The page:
#EURoad2Sibiu via the Western Balkans

06.August 2018

by Miruna Butnaru-Troncotă 

Any discussion about the European Union’s (EU) enlargement is implicitly a discussion on the future of Europe and vice versa. Brexit seems to have brought a visible shift towards exploring the possibilities of including new members, in an EU that has been affected for years by signs of ‘enlargement fatigue’, especially after Romania and Bulgaria’s accession in 2007. The so-called ‘road to Sibiu’ which sought to shape the future of the European Union started in Rome in March 2017 and will come to an end in May 2019. Will we experience then a new ‘hour for Europe’? How will the debate on the ‘future of Europe’ affect the Western Balkans’ accession process?

#EURoad2Sibiu is one of the newest and most popular hashtags in EU-affairs circles. It is used on social media when discussing the Summit in Sibiu that is scheduled for 9 May 2019 during the Romania’s Presidency of the European Council. The event is much-debated for several reasons: it will take place six weeks after the UK’s exit from the EU and two weeks before the European Parliament elections. Moreover, the summit is meant to present the conclusion of the debate on the ‘future of Europe’, which was launched by President Juncker on 25 March 2017 on the occasion of the 60th anniversary of the Treaties of Rome. As such, the Summit in Sibiu is considered a turning point for post-Brexit EU, but it also represents an important moment for the countries in the so-called ‘EU’s waiting room’: the Western Balkans. What is the connection between Sibiu and the enlargement agenda? Let’s dig in the overall context first.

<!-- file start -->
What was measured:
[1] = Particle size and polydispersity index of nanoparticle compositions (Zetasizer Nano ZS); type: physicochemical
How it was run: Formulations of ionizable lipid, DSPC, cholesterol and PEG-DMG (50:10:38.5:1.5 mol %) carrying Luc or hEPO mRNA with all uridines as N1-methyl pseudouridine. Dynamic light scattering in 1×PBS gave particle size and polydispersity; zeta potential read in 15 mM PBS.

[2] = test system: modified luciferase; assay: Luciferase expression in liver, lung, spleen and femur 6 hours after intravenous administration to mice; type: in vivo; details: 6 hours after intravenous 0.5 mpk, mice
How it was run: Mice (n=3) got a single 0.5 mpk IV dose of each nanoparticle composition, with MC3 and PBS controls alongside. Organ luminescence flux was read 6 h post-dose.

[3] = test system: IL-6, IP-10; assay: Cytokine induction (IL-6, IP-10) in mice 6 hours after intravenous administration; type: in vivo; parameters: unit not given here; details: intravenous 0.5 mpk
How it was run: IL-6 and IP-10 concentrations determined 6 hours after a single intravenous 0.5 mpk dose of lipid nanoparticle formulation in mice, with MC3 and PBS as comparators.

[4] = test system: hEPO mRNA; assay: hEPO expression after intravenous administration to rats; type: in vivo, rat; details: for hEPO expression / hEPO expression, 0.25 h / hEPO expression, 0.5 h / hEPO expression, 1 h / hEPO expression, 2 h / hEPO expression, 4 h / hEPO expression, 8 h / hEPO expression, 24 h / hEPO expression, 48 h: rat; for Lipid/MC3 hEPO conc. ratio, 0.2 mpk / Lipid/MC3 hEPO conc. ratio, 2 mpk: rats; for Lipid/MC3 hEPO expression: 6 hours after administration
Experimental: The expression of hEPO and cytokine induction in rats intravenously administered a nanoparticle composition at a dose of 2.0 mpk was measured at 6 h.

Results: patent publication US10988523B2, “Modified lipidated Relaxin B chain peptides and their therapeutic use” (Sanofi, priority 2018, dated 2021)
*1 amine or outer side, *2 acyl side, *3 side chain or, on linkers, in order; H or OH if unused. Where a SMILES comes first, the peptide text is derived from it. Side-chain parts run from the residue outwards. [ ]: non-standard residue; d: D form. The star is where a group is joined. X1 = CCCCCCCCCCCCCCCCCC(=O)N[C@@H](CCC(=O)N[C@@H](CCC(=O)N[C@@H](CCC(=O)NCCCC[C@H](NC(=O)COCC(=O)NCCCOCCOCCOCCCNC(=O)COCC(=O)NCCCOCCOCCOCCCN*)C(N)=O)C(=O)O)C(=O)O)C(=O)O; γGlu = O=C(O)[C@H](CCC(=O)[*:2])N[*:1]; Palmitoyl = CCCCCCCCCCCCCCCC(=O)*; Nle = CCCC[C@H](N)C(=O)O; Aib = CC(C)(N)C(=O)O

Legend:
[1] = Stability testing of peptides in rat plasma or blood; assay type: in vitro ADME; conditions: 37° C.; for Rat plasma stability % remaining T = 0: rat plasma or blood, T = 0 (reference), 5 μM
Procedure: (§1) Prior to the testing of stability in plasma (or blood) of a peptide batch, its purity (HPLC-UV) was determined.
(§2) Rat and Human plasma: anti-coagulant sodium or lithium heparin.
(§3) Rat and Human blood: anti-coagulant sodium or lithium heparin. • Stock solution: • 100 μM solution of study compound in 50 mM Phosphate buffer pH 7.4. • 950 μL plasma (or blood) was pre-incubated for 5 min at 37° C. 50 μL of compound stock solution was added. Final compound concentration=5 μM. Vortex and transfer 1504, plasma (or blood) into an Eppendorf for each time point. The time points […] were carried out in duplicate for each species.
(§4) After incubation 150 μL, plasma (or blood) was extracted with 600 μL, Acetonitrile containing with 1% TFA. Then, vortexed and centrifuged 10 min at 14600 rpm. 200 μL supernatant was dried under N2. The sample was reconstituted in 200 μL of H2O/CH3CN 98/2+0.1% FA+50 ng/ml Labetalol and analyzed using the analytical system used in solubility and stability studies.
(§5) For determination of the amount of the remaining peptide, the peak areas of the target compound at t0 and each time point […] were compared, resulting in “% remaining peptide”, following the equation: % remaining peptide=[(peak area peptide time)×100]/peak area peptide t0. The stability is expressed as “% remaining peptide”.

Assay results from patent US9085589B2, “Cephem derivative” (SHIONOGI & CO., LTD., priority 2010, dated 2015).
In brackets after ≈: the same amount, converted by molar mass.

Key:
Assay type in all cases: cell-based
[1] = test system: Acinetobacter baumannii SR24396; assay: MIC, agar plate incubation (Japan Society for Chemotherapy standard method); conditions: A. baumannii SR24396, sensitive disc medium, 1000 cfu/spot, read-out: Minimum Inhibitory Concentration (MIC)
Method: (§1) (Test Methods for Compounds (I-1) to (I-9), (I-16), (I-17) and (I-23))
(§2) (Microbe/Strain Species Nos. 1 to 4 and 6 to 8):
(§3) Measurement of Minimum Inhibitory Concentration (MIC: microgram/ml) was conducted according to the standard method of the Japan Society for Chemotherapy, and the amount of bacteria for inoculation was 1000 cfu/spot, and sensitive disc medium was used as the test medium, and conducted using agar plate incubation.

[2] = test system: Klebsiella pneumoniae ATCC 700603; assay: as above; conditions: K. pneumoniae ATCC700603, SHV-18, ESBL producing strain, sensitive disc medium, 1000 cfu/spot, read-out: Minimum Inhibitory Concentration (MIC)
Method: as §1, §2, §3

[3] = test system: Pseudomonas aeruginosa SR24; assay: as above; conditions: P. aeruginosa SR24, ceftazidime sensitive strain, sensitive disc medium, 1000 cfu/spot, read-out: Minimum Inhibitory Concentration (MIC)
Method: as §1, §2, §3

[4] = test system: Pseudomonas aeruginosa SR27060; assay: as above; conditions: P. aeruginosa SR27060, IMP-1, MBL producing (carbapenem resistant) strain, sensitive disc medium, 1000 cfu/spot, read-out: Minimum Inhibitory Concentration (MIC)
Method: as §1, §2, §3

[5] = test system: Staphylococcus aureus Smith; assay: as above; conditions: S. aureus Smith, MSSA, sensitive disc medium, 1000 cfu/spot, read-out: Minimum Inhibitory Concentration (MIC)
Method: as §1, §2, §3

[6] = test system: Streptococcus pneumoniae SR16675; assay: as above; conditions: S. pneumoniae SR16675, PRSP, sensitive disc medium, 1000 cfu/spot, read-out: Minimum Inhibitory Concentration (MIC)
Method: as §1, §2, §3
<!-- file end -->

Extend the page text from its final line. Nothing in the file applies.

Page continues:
EU’s Future: from Rome to Sibiu and beyond

The summit in Sibiu is directly linked to the March 2017 event in Rome, when President Juncker unveiled the White Paper on the Future of Europe which lists five possible scenarios for the European Union, among which deeper integration, multi-speed Europe, and limiting the EU only to the Single Market. In Sibiu, only one of the scenarios will be finally identified. The idea of the whole summit is to paint a compelling picture of the EU’s future without the United Kingdom, as well as to encourage voters to participate in the May 2019 elections (taking into consideration the low turnout of the previous elections of May 2014). The key point is that these recent events inside the EU, mainly provoked by the results in the Brexit referendum, have coincided with a sort of ‘revival’ of the enlargement project championed by the European Commission. Again, there are high expectations for the decisions taken at Sibiu, even beyond EU borders. 

The Balkans have been a priority for the EU most visibly after the Thessaloniki Summit in 2003. But their presence on the EU’s priority list has fluctuated, being downgraded most visibly after the annexation of Crimea in March 2014. From that moment on, in the context of the EU’s preoccupation with its domestic crises and the halting of the Western Balkans membership prospects (announced by Juncker himself in 2014 at the beginning of his mandate), enlargement-driven reforms were stagnating. Renewed attention on the issue started in September 2017, with Jean-Claude Juncker’s State of the Union address and later in Emmanuel Macron’s Sorbonne speech. They were followed by the initiative of Donald Tusk in launching a ‘Leaders’ Agenda’ which not only made a critical contribution to ‘the Future of Europe’ debate but also represented an institutional innovation for the European Council. The Leaders’ Agenda consists of a list of the most pressing issues and challenges for which solutions need to be found, ahead of the European elections in 2019. At the summit in Sibiu, national leaders are expected to mark the culmination of this process with a renewed commitment to an EU that delivers on the issues that really matter to people, as collected in a wide consultation process over the last year. Therefore, the Sibiu summit can be understood as part of a complex reform process that will culminate in a declaration enshrining the vision of national leaders for a reformed European Union, hopefully more relevant and appealing to all European citizens.